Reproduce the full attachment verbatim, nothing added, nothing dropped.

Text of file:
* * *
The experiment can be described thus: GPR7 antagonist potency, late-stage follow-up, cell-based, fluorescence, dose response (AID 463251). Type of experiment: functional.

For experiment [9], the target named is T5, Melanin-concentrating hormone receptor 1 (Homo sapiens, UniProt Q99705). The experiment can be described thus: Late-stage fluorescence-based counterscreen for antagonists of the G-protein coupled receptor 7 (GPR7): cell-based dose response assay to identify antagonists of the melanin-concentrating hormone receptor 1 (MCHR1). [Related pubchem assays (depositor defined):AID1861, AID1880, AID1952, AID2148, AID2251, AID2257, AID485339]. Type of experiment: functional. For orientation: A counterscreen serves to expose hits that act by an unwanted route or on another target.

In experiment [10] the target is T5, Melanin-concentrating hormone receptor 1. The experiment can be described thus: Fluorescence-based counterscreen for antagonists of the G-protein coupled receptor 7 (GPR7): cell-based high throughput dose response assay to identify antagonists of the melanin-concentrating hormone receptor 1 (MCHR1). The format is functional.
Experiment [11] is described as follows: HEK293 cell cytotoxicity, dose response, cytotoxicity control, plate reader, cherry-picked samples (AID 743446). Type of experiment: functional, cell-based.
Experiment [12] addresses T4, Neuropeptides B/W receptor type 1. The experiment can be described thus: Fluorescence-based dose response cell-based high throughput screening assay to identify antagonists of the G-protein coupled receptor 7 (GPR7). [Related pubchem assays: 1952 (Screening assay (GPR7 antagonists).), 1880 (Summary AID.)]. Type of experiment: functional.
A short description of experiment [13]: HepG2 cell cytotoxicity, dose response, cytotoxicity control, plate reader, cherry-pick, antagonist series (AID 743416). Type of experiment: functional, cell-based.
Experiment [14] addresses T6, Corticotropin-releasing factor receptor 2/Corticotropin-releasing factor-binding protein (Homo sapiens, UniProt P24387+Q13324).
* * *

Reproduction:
The experiment can be described thus: GPR7 antagonist potency, late-stage follow-up, cell-based, fluorescence, dose response (AID 463251). Type of experiment: functional.

For experiment [9], the target named is T5, Melanin-concentrating hormone receptor 1 (Homo sapiens, UniProt Q99705). The experiment can be described thus: Late-stage fluorescence-based counterscreen for antagonists of the G-protein coupled receptor 7 (GPR7): cell-based dose response assay to identify antagonists of the melanin-concentrating hormone receptor 1 (MCHR1). [Related pubchem assays (depositor defined):AID1861, AID1880, AID1952, AID2148, AID2251, AID2257, AID485339]. Type of experiment: functional. For orientation: A counterscreen serves to expose hits that act by an unwanted route or on another target.

In experiment [10] the target is T5, Melanin-concentrating hormone receptor 1. The experiment can be described thus: Fluorescence-based counterscreen for antagonists of the G-protein coupled receptor 7 (GPR7): cell-based high throughput dose response assay to identify antagonists of the melanin-concentrating hormone receptor 1 (MCHR1). The format is functional.
Experiment [11] is described as follows: HEK293 cell cytotoxicity, dose response, cytotoxicity control, plate reader, cherry-picked samples (AID 743446). Type of experiment: functional, cell-based.
Experiment [12] addresses T4, Neuropeptides B/W receptor type 1. The experiment can be described thus: Fluorescence-based dose response cell-based high throughput screening assay to identify antagonists of the G-protein coupled receptor 7 (GPR7). [Related pubchem assays: 1952 (Screening assay (GPR7 antagonists).), 1880 (Summary AID.)]. Type of experiment: functional.
A short description of experiment [13]: HepG2 cell cytotoxicity, dose response, cytotoxicity control, plate reader, cherry-pick, antagonist series (AID 743416). Type of experiment: functional, cell-based.
Experiment [14] addresses T6, Corticotropin-releasing factor receptor 2/Corticotropin-releasing factor-binding protein (Homo sapiens, UniProt P24387+Q13324).